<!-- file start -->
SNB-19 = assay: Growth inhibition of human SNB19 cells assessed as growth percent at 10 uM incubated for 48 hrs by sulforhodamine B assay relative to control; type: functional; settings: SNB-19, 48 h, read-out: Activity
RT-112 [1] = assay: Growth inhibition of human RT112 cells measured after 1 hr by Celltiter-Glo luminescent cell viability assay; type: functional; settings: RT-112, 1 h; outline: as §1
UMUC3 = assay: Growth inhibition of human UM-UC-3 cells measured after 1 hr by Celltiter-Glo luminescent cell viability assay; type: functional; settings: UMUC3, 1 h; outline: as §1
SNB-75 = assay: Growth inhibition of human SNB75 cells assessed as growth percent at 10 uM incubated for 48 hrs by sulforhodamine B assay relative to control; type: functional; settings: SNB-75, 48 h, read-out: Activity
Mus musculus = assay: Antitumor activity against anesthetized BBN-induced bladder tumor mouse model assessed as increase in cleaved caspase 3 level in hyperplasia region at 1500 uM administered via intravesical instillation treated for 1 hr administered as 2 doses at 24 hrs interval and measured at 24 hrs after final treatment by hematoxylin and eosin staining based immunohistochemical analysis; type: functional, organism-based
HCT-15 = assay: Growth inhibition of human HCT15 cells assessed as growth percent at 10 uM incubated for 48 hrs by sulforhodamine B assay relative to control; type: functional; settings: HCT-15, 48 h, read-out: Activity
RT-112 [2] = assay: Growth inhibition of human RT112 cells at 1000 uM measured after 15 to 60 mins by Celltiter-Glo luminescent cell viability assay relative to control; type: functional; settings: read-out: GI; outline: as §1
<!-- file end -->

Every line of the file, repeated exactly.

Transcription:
SNB-19 = assay: Growth inhibition of human SNB19 cells assessed as growth percent at 10 uM incubated for 48 hrs by sulforhodamine B assay relative to control; type: functional; settings: SNB-19, 48 h, read-out: Activity
RT-112 [1] = assay: Growth inhibition of human RT112 cells measured after 1 hr by Celltiter-Glo luminescent cell viability assay; type: functional; settings: RT-112, 1 h; outline: as §1
UMUC3 = assay: Growth inhibition of human UM-UC-3 cells measured after 1 hr by Celltiter-Glo luminescent cell viability assay; type: functional; settings: UMUC3, 1 h; outline: as §1
SNB-75 = assay: Growth inhibition of human SNB75 cells assessed as growth percent at 10 uM incubated for 48 hrs by sulforhodamine B assay relative to control; type: functional; settings: SNB-75, 48 h, read-out: Activity
Mus musculus = assay: Antitumor activity against anesthetized BBN-induced bladder tumor mouse model assessed as increase in cleaved caspase 3 level in hyperplasia region at 1500 uM administered via intravesical instillation treated for 1 hr administered as 2 doses at 24 hrs interval and measured at 24 hrs after final treatment by hematoxylin and eosin staining based immunohistochemical analysis; type: functional, organism-based
HCT-15 = assay: Growth inhibition of human HCT15 cells assessed as growth percent at 10 uM incubated for 48 hrs by sulforhodamine B assay relative to control; type: functional; settings: HCT-15, 48 h, read-out: Activity
RT-112 [2] = assay: Growth inhibition of human RT112 cells at 1000 uM measured after 15 to 60 mins by Celltiter-Glo luminescent cell viability assay relative to control; type: functional; settings: read-out: GI; outline: as §1